Preservation Media Art Collections in the Netherlands

[beginPage: Intro]
The Netherlands Media Art Institute (NIMk), the Foundation for the Conservation of Contemporary Art (SBMK) and Virtueel Platform (VP) are joining forces to preserve video art works from Dutch public media art collections over the coming two years. In combination with research into computer based artworks (Born Digital Art) and into the the accessibility of media art in public collections, this forms the project:

Preservation Media Art Collections in the Netherlands

Media art, of which video art is the best known manifestation, is well represented in Dutch art collections. However, the techniques used and the media themselves are perishable. Every seven to ten years the physical preservation of video works demands attention because of the necessity of transferring them to a vehicle that meets current technical standards. Furthermore, the number of computer based artworks, which are aptly termed ‘Born Digital art’, has grown enormously in the last couple of years and with that growth, the demand – and need – for devoting attention to conservation strategies for these artworks has increased too.

This project is unique in The Netherlands and here as well as in other countries is regarded as trendsetting for its nationwide approach to the digital sustainability of media art. The basis of this project is uncompressed digital preservation, in which the works are ultimately preserved on tape. These over 3500 conserved and digitised video art works from the period 1975-2005, from about 20 Dutch modern art collections, will be made accessible online where possible. The methods, protocols and guidelines developed in this project will be documented online for any interested parties, in The Netherlandsand abroad.

An impressive group of museums and art institutions is participating in the Preservation Media Art Collections in the Netherlands project: the Van Abbemuseum, Eindhoven; De Appel arts centre, Amsterdam; Bonnefantenmuseum, Maastricht; Museum Boijmans Van Beuningen, Rotterdam; Groninger Museum; Instituut Collectie Nederland, Rijswijk; Kröller-Müller Museum, Otterlo; Netherlands Media Art Institute, Amsterdam (including the collections of the Lijnbaancentrum,Montevideo and Time Based Arts); Gemeentemuseum Helmond; Rijksakademie van beeldende kunsten, Amsterdam; Stedelijk Museum Amsterdam; Centraal Museum, Utrecht; Frans Hals Museum, Haarlem; V2_, Rotterdam; Noordbrabants Museum, Den Bosch and SCHUNCK*, Heerlen.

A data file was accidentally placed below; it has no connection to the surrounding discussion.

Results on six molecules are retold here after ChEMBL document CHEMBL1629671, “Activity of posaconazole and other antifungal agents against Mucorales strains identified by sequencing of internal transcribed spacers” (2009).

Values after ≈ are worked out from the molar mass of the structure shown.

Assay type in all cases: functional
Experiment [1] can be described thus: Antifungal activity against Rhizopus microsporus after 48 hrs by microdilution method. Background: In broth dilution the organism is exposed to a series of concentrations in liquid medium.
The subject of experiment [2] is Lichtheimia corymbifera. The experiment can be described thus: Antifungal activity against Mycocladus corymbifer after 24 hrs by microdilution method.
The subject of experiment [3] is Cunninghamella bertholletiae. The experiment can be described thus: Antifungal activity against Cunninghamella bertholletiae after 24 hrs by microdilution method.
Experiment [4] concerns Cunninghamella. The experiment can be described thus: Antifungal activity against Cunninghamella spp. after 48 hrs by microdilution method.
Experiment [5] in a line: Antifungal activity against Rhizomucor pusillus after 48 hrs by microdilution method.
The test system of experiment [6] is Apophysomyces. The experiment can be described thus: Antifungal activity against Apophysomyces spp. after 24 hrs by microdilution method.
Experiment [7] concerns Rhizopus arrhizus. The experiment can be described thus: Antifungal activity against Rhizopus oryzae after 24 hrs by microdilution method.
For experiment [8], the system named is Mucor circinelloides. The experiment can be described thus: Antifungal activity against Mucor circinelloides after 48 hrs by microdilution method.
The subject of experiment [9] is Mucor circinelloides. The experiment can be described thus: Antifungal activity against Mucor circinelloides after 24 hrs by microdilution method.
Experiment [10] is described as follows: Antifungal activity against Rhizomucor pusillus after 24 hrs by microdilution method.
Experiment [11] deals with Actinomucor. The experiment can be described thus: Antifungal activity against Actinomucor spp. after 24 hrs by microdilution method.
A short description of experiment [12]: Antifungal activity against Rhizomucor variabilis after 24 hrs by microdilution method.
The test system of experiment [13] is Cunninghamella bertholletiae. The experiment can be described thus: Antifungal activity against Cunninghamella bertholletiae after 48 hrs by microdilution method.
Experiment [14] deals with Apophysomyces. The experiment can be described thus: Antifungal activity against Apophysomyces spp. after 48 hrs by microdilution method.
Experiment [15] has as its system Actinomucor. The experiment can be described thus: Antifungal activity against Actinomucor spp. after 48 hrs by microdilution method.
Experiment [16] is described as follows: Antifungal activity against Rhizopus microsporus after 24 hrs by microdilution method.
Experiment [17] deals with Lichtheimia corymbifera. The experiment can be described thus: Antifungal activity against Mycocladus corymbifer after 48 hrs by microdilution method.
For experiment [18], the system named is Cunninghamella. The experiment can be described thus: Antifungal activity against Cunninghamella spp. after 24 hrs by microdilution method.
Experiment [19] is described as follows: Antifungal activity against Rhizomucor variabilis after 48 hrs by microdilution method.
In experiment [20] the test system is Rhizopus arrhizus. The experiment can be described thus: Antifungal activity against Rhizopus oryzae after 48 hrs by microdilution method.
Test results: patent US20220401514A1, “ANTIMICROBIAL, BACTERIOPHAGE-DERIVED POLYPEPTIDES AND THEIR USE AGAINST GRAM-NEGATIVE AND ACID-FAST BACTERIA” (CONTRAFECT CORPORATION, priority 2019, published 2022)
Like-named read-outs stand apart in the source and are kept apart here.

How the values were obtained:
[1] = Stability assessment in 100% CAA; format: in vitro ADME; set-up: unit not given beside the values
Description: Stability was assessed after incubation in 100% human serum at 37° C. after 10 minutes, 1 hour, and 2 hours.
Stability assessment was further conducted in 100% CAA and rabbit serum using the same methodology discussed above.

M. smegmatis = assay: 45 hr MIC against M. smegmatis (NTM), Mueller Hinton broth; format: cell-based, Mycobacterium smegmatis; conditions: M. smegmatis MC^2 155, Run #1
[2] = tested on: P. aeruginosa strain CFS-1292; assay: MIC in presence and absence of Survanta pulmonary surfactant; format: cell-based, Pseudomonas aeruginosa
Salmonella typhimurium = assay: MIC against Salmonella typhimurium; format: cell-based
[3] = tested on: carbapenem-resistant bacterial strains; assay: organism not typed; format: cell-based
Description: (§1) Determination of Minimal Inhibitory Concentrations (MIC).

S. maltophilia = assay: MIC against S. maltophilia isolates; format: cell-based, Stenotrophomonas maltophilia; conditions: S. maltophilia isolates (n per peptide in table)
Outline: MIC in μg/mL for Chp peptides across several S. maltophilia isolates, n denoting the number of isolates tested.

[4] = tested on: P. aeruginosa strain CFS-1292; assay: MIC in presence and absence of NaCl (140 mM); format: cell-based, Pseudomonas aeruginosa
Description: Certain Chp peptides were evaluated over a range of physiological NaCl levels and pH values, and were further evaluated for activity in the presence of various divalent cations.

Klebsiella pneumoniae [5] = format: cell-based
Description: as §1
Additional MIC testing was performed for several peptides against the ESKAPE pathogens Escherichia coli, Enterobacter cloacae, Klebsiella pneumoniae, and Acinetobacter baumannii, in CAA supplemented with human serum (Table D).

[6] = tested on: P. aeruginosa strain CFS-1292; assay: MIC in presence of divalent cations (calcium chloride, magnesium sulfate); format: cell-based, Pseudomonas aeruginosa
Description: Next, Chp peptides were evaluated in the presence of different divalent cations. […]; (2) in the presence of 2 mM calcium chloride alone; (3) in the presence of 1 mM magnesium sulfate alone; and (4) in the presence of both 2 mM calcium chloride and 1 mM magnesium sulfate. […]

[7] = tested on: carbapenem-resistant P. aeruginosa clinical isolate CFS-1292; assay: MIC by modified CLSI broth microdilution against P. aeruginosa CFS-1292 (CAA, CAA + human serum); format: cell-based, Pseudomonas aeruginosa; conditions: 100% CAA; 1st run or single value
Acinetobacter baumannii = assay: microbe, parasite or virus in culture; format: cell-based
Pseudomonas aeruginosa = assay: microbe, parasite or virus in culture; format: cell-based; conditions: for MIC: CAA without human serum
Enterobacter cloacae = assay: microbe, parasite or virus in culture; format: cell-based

The Netherlands Media Art Institute is the expertise centre in the field of preserving media art in The Netherlands, and is the key partner in planning and carrying out this project.


[beginPage: Background]

Project Plan Conservation Media Art Collection Netherlands

Media Art is well represented in art collections in the Netherlands, with video art as its best-known manifestation. Because both the media and the techniques used are vulnerable, the problems with regard to the administering and the conservation of this form of art have increasingly become matters of interest to those who look after such collections. The physical conservation of video works requires renewed attention every seven to ten years, when they may have to be transferred to a carrier that complies with the then prevalent technical requirements. New media art forms such as Born Digital Art and the increasing problems around accessibility and issues of intellectual property rights are requiring research, the development of good practice and the professionalization of the institutions administering the collections.

Together with Virtueel Platform, SBMK and NIMk have developed a project plan for the next phase in the future of media art in Dutch museum collections. The project aims at a combined approach by institutions with substantial public collections of media art with a view to preserving these collections. Such a combined approach leads to a uniform method of conservation of the video art collections, provides an increase in expertise and good practice, and encourages the exchange of expertise and information in relation to the conservation of media art.